Data Note 15, 2008
By David Hoff and Samita Bhattarai.
Data set: Wagner-Peyser
The Wagner-Peyser Act of 1933 established a nationwide system of public employment services, known as the Employment Service. Via the Workforce Investment Act of 1998, the Employment Service was made part of the One-Stop service delivery system. Wagner-Peyser funds are a primary source of funding for the core and other services of One–Stop Career Centers that provide employment services available to all people, including people with disabilities. There are currently 1,700+ comprehensive, One-Stop Career Centers throughout the United States as well as satellite centers.
Wagner-Peyser data provide a significant source of data regarding the performance of the One-Stop Career Center system; since One-Stop partners are encouraged to register everyone (including people with disabilities) they serve in the Labor Exchange Services funded by Wagner-Peyser. These data should be interpreted as a reflection but not an absolute measure of One-Stop performance, as there are variations from state-to-state in the One-Stop integration and registration procedures.
This data note explores how states vary in the number and percentage of job seekers with disabilities who register for services and identify as having a disability. In 2005, across all states and the District of Columbia, 3.1% of all job seekers were people who reported having a disability at registration (see table). The percentage of registered job seekers with a disability ranged from 0% in Washington D.C. to 8.3% in Delaware. The percentage of individuals identifying they have a disability has shown a steady increase over time, from 2.3% in 2002 to the 3.1% 2005 figure. In examining and interpreting this data, it is important to note that this data may not fully reflect the use of these services by people with disabilities, as it does not include individuals with non-apparent disabilities who have declined to identify that they have a disability.
The variability among states in terms of the percentage of persons with disabilities from state-to-state is significant, and indicates an issue that bears further investigation by policymakers and researchers. Key to such an investigation is whether this variability is due to variations in data collection methods, or is a true indicator of major differences among states in terms of the percentage of people with disabilities being served.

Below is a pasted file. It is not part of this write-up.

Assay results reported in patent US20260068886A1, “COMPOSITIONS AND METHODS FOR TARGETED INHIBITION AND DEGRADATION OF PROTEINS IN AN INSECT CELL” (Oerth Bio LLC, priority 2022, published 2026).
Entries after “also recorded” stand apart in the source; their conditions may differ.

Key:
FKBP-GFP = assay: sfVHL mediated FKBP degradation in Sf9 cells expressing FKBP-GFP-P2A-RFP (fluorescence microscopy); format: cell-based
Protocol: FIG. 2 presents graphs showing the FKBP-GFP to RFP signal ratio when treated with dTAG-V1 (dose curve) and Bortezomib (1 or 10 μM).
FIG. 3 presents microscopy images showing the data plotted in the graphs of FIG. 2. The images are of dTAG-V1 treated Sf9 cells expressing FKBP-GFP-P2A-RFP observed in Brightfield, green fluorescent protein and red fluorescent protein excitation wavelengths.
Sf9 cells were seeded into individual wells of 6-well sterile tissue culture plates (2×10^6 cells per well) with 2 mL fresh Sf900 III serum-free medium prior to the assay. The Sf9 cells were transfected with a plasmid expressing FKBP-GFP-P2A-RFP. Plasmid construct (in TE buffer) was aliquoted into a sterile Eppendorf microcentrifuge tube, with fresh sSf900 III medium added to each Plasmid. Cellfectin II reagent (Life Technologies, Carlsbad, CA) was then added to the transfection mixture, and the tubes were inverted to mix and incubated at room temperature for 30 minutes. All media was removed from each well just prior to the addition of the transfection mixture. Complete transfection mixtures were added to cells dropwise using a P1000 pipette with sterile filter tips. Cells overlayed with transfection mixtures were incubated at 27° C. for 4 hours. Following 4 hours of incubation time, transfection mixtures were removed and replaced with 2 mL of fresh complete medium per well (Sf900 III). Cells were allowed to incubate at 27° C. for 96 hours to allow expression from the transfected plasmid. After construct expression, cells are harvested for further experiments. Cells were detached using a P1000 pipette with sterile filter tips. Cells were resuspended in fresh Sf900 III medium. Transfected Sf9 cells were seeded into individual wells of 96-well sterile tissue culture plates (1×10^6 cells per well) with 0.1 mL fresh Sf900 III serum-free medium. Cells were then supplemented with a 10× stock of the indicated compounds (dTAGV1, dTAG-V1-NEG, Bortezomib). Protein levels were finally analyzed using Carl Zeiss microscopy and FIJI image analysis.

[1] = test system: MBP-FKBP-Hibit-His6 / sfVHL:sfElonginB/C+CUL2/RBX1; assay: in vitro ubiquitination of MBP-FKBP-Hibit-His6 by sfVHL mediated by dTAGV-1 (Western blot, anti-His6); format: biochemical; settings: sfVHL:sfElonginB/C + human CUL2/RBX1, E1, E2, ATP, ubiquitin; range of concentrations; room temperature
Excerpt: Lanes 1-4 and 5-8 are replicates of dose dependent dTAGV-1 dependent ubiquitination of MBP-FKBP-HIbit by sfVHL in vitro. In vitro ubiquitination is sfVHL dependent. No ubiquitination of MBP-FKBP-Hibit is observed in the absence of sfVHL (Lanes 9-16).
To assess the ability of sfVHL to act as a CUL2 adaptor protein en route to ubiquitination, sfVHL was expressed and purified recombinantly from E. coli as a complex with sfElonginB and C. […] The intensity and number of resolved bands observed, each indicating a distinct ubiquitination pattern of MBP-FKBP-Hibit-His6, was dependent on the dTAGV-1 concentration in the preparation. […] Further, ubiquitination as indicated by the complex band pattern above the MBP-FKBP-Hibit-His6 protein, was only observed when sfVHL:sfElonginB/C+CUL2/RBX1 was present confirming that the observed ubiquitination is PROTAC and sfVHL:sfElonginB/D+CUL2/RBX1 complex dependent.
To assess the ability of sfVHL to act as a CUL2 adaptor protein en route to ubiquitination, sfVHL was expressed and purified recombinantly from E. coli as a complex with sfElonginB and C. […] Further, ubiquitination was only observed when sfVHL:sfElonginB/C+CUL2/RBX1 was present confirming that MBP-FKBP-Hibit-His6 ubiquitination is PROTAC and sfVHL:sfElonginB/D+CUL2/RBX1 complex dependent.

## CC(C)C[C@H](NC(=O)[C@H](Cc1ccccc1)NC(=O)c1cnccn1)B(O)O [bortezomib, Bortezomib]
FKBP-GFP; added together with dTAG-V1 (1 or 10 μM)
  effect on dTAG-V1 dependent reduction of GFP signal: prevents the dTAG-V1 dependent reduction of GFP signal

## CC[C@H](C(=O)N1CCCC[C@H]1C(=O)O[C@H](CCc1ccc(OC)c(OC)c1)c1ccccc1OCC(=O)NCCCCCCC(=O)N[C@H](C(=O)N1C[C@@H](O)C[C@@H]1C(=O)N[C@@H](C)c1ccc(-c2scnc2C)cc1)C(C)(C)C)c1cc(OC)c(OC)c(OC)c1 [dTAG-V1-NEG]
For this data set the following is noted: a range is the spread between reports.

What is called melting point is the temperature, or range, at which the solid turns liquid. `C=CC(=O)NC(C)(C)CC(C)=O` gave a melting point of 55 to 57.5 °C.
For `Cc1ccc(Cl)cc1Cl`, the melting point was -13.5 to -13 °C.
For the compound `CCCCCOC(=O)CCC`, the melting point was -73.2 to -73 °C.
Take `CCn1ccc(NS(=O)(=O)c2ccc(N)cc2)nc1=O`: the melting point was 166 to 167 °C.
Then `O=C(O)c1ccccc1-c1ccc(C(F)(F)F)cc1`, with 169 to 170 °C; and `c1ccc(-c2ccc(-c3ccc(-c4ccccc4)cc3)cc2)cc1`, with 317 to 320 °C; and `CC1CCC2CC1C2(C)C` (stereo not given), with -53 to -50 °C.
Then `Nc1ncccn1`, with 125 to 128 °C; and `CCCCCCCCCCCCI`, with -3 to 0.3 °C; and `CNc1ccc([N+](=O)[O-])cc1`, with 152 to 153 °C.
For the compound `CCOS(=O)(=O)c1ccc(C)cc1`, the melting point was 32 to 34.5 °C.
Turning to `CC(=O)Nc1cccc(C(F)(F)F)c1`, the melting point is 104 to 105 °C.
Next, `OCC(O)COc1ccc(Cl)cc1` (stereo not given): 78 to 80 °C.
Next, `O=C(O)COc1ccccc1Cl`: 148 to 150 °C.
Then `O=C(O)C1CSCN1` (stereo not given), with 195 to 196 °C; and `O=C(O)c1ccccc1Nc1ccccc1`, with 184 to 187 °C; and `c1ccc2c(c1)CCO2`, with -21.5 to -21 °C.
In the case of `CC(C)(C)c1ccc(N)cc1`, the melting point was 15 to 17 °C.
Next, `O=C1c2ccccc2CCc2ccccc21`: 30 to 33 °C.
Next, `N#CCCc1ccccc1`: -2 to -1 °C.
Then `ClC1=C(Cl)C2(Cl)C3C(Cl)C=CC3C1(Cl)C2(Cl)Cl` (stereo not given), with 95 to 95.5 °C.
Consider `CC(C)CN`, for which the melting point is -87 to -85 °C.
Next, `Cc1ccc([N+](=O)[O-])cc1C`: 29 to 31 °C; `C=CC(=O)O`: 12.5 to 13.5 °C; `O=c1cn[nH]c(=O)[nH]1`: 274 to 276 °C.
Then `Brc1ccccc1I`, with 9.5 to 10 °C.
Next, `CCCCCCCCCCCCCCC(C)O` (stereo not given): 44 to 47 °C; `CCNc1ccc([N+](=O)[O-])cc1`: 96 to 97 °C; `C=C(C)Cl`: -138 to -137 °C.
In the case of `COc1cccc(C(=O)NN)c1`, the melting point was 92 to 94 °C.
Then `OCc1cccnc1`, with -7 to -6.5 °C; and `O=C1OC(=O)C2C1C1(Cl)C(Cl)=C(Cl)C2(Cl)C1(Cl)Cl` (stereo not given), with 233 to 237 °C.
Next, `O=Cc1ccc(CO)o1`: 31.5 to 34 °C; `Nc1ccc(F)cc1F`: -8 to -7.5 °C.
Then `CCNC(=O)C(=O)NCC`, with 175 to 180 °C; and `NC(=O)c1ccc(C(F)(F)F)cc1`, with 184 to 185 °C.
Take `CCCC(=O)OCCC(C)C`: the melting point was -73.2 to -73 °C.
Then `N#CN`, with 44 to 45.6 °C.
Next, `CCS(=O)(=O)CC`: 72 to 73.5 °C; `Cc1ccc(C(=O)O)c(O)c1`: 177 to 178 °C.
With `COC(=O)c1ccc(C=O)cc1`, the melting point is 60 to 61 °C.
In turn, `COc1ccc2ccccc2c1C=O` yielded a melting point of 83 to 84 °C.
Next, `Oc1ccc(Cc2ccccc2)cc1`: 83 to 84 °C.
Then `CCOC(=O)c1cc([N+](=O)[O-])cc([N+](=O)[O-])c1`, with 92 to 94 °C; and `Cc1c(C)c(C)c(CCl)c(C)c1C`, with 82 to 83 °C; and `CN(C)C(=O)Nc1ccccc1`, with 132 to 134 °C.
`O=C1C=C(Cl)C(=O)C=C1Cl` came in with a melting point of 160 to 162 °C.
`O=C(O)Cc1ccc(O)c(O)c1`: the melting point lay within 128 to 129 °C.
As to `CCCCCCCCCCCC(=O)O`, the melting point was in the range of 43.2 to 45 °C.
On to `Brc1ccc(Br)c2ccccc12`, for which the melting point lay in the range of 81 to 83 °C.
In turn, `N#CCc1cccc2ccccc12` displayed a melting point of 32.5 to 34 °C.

One limitation of this data is that it only looks at the percentage of individuals with disabilities accessing Wagner-Peyser funded services, and does not look at placement outcomes. The availability of placement outcome data for people with disabilities would strengthen the ability to examine the performance of the generic workforce system in meeting the needs of people with disabilities.
|State||Number of Registered Job Seekers||Number of Registered Job Seekers with a Disability||Percentage of job seekers with a disability|
Annual Report for Wagner-Peyser Funded Activities Program Year 2005 (United States Department of Labor)
Hoff, D. and Bhattarai, S., 2008. Job Seekers with Disabilities at One-Stop Career Centers: An Overview of Registration for Wagner-Peyser Funded Employment Services . DataNote Series, Data Note XV. Boston, MA: Institute for Community Inclusion.
This is a publication of StateData.info, funded in part by the Administration on Developmental Disabilities, U.S. Department of Health and Human Services (#90DN0216). This Data Note was written by David Hoff and Samita Bhattarai.
State Data is a project of the Institute for Community Inclusion at UMass Boston.
The recommended citation for these charts and data is: Institute for Community Inclusion. (n.d.) StateData.info. Retrieved [today's date] from http://www.statedata.info.
This is a project of the Institute for Community Inclusion at UMass Boston supported in part by the Administration on Developmental Disabilities, U.S. Department of Health and Human Services under cooperative agreement #90DN0126 with additional support from the National Institute on Disability and Rehabilitation Research of the U.S. Department of Education under grant #H133A021503. The opinions contained in this website are those of the grantee and do not necessarily reflect those of the funders.